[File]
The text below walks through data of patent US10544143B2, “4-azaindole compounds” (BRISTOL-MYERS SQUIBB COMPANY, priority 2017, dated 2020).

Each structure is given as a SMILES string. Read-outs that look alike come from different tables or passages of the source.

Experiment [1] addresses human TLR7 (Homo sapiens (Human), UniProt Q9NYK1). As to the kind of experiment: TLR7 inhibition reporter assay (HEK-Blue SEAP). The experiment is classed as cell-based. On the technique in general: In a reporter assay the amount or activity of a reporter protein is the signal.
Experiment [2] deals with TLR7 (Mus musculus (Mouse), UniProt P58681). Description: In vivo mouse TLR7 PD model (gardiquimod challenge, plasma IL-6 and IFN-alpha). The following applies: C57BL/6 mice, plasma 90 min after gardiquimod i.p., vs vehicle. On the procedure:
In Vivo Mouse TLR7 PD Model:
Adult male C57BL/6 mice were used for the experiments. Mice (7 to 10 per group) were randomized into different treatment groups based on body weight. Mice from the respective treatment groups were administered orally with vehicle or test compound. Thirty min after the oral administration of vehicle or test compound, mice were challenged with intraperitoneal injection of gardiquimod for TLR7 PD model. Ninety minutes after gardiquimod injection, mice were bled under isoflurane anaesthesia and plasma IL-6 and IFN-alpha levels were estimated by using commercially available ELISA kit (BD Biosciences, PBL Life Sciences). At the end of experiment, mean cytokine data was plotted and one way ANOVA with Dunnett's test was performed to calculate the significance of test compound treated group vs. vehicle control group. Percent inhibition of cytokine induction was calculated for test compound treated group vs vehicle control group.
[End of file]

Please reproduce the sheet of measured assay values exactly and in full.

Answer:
The text below walks through data of patent US10544143B2, “4-azaindole compounds” (BRISTOL-MYERS SQUIBB COMPANY, priority 2017, dated 2020).

Each structure is given as a SMILES string. Read-outs that look alike come from different tables or passages of the source.

Experiment [1] addresses human TLR7 (Homo sapiens (Human), UniProt Q9NYK1). As to the kind of experiment: TLR7 inhibition reporter assay (HEK-Blue SEAP). The experiment is classed as cell-based. On the technique in general: In a reporter assay the amount or activity of a reporter protein is the signal.
Experiment [2] deals with TLR7 (Mus musculus (Mouse), UniProt P58681). Description: In vivo mouse TLR7 PD model (gardiquimod challenge, plasma IL-6 and IFN-alpha). The following applies: C57BL/6 mice, plasma 90 min after gardiquimod i.p., vs vehicle. On the procedure:
In Vivo Mouse TLR7 PD Model:
Adult male C57BL/6 mice were used for the experiments. Mice (7 to 10 per group) were randomized into different treatment groups based on body weight. Mice from the respective treatment groups were administered orally with vehicle or test compound. Thirty min after the oral administration of vehicle or test compound, mice were challenged with intraperitoneal injection of gardiquimod for TLR7 PD model. Ninety minutes after gardiquimod injection, mice were bled under isoflurane anaesthesia and plasma IL-6 and IFN-alpha levels were estimated by using commercially available ELISA kit (BD Biosciences, PBL Life Sciences). At the end of experiment, mean cytokine data was plotted and one way ANOVA with Dunnett's test was performed to calculate the significance of test compound treated group vs. vehicle control group. Percent inhibition of cytokine induction was calculated for test compound treated group vs vehicle control group.